The government has marginally raised the salaries of thousands of civil servants by between Sh1,400 and Sh4,300 beginning this month.
In a letter dated June 4, 2018, the Cabinet Secretary for Public Service, Youth and Gender Affairs, Prof Margaret Kobia, said the new salaries will apply to civil servants in the national government in job groups “A” to “T” who will still be in service on or after July 1, 2018.
Her letter was addressed to the principal secretaries in various ministries, the Auditor General, Controller of Budget and all county commissioners and their deputies.
This will be the second year in a row that the government is reviewing the salaries upwards following the signing last year of a Collective Bargaining Agreement (CBA) with the unions representing the more than 600,000 civil servants.
The higher perks is part of a plan to raise the pay of civil servants by some Sh100 billion over the next four years. This is in line with reforms proposed by the Salaries and Remuneration Commission (SRC) in an effort to bridge the huge wage disparities.
The first phase of the increments in the same job groups took place in July last year. In the new pay rates, a civil servant in the lowest earning job group “A” will now get a minimum of Sh13,280, up from Sh11,840, marking an increase of Sh1,440.
The maximum pay for a worker in the same group has been raised to Sh14,150, up from Sh12,510, an increase of Sh1,640.
Those in the highest earning group “T” will now go home with a minimum of Sh164,780, up from Sh160,600, an increase of Sh4,180. The maximum pay in the same group has been raised by Sh4,340 from Sh315,700 to Sh320,040.
“Officers converting into the new salary scales will retain their current incremental dates,” read the letter. “However, where the incremental date falls on July 1, 2018, officers will be granted their annual increment on existing salary scales before their salaries are converted to the new entry points with effect from the same date, i.e. July 1, 2018.”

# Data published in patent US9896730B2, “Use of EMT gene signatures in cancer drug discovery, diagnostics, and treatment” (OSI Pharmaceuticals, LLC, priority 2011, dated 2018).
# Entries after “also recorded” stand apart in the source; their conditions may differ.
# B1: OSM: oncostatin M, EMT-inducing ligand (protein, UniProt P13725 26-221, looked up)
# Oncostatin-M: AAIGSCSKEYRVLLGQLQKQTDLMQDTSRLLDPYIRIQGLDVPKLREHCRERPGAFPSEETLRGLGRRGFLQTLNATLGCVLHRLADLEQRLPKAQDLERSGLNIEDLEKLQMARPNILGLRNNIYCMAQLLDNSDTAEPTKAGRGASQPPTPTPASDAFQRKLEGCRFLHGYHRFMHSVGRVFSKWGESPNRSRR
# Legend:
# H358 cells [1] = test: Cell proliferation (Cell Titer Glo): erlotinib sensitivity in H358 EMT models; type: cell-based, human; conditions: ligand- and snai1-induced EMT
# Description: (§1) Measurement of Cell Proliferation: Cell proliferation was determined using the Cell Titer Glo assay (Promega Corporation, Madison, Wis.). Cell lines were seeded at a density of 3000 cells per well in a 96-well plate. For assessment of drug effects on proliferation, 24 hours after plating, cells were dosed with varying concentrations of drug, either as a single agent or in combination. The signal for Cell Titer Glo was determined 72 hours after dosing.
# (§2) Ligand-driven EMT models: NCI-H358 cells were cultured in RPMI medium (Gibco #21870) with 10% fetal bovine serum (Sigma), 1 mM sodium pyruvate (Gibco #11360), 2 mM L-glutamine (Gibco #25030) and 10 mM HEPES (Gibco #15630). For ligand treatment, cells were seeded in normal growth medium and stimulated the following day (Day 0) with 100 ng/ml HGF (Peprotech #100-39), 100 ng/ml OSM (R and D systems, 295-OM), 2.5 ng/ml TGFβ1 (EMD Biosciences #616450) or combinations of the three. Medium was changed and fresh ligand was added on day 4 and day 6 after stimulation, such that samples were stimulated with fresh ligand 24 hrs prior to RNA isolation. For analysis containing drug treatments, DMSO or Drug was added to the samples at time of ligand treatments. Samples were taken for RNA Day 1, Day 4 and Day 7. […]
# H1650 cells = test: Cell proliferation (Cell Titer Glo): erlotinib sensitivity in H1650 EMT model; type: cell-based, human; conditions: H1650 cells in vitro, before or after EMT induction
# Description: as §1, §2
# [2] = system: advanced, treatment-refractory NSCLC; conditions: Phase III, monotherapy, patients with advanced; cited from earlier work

She said the conversion of salaries will be processed automatically through the Integrated Payroll and Personnel Database (IPPD) System. “It is emphasized that the conversions should be verified immediately in order to ensure that any errors are detected and corrective measures taken promptly,” said Prof Kobia's letter.
PUBLIC SECTOR WAGE BILL
Other existing terms and conditions of service will continue to apply, she said.
The pay rise is set to exacerbate the country’s large public sector wage bill, which now stands at nearly Sh630 billion annually—nearly half of the revenues collected.
The public wage bill is 17 per cent above the global average of 35 per cent for middle-income countries, a club that Kenya recently joined after recalculating its economic size.
The April 2017 SRC report, that recommended harmonisation of salaries, revealed that the Sh630 billion is spent on 600,000 public officials who represent less than two per cent of the population.
But worse was the revelation that a mere 3,600 top civil servants, officials and commissioners of various independent commissions earn more than Sh1.6 billion every month.
But in announcing the higher pay, the government is probably betting on faster economic growth to support the increased expenditure.
In May, Treasury Cabinet Secretary Henry Rotich dampened the mood for civil servants when he announced that 7.5 per cent of their salaries will be deducted for their pension contribution as from October, thus lowering benefits of the pay increase.
The CS told Parliament that the delayed civil service pension scheme will start in October as Kenya struggles to meet rising public servants retirement costs.
Public servants do not contribute to their retirement upkeep, a move that will increase taxpayers’ pension burden to Sh86.2 billion starting this month from Sh15 billion in 2002.
The contributory scheme has been dogged by numerous challenges that have seen its rollout suspended more than five times since its inception in 2009. The scheme will see the government adopt the private sector pension model where contributions from employers and employees are invested in equities, property and government paper to generate returns.